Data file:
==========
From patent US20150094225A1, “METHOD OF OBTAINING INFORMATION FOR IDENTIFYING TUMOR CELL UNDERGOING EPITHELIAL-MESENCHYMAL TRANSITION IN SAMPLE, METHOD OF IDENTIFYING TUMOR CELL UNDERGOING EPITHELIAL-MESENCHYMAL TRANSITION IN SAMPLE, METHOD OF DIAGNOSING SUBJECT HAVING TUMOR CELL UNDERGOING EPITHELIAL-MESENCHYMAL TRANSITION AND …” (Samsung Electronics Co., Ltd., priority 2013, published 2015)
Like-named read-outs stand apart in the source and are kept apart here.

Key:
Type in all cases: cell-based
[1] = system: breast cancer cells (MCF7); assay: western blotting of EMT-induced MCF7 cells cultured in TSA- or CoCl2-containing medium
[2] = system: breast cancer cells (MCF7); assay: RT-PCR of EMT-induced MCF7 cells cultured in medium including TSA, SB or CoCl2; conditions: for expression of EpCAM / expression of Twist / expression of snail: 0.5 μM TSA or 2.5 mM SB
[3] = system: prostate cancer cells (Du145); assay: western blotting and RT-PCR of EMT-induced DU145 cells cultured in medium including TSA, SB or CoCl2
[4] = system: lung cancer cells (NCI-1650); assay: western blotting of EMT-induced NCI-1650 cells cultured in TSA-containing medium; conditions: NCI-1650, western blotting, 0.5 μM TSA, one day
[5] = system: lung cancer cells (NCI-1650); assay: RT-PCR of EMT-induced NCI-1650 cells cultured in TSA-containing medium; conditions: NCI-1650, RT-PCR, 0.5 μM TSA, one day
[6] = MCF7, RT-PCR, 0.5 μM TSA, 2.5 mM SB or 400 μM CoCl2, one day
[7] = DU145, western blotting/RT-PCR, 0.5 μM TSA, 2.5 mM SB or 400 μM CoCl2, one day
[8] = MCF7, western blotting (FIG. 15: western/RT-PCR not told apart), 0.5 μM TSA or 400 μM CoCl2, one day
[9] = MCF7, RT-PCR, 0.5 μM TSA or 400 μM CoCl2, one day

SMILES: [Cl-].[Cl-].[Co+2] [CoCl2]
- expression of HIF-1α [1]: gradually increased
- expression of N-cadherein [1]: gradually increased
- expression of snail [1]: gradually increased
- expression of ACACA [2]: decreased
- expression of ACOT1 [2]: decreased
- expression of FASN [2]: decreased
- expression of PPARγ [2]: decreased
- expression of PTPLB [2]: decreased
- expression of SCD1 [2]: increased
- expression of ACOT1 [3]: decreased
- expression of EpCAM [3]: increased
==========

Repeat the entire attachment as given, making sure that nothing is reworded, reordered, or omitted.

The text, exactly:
From patent US20150094225A1, “METHOD OF OBTAINING INFORMATION FOR IDENTIFYING TUMOR CELL UNDERGOING EPITHELIAL-MESENCHYMAL TRANSITION IN SAMPLE, METHOD OF IDENTIFYING TUMOR CELL UNDERGOING EPITHELIAL-MESENCHYMAL TRANSITION IN SAMPLE, METHOD OF DIAGNOSING SUBJECT HAVING TUMOR CELL UNDERGOING EPITHELIAL-MESENCHYMAL TRANSITION AND …” (Samsung Electronics Co., Ltd., priority 2013, published 2015)
Like-named read-outs stand apart in the source and are kept apart here.

Key:
Type in all cases: cell-based
[1] = system: breast cancer cells (MCF7); assay: western blotting of EMT-induced MCF7 cells cultured in TSA- or CoCl2-containing medium
[2] = system: breast cancer cells (MCF7); assay: RT-PCR of EMT-induced MCF7 cells cultured in medium including TSA, SB or CoCl2; conditions: for expression of EpCAM / expression of Twist / expression of snail: 0.5 μM TSA or 2.5 mM SB
[3] = system: prostate cancer cells (Du145); assay: western blotting and RT-PCR of EMT-induced DU145 cells cultured in medium including TSA, SB or CoCl2
[4] = system: lung cancer cells (NCI-1650); assay: western blotting of EMT-induced NCI-1650 cells cultured in TSA-containing medium; conditions: NCI-1650, western blotting, 0.5 μM TSA, one day
[5] = system: lung cancer cells (NCI-1650); assay: RT-PCR of EMT-induced NCI-1650 cells cultured in TSA-containing medium; conditions: NCI-1650, RT-PCR, 0.5 μM TSA, one day
[6] = MCF7, RT-PCR, 0.5 μM TSA, 2.5 mM SB or 400 μM CoCl2, one day
[7] = DU145, western blotting/RT-PCR, 0.5 μM TSA, 2.5 mM SB or 400 μM CoCl2, one day
[8] = MCF7, western blotting (FIG. 15: western/RT-PCR not told apart), 0.5 μM TSA or 400 μM CoCl2, one day
[9] = MCF7, RT-PCR, 0.5 μM TSA or 400 μM CoCl2, one day

SMILES: [Cl-].[Cl-].[Co+2] [CoCl2]
- expression of HIF-1α [1]: gradually increased
- expression of N-cadherein [1]: gradually increased
- expression of snail [1]: gradually increased
- expression of ACACA [2]: decreased
- expression of ACOT1 [2]: decreased
- expression of FASN [2]: decreased
- expression of PPARγ [2]: decreased
- expression of PTPLB [2]: decreased
- expression of SCD1 [2]: increased
- expression of ACOT1 [3]: decreased
- expression of EpCAM [3]: increased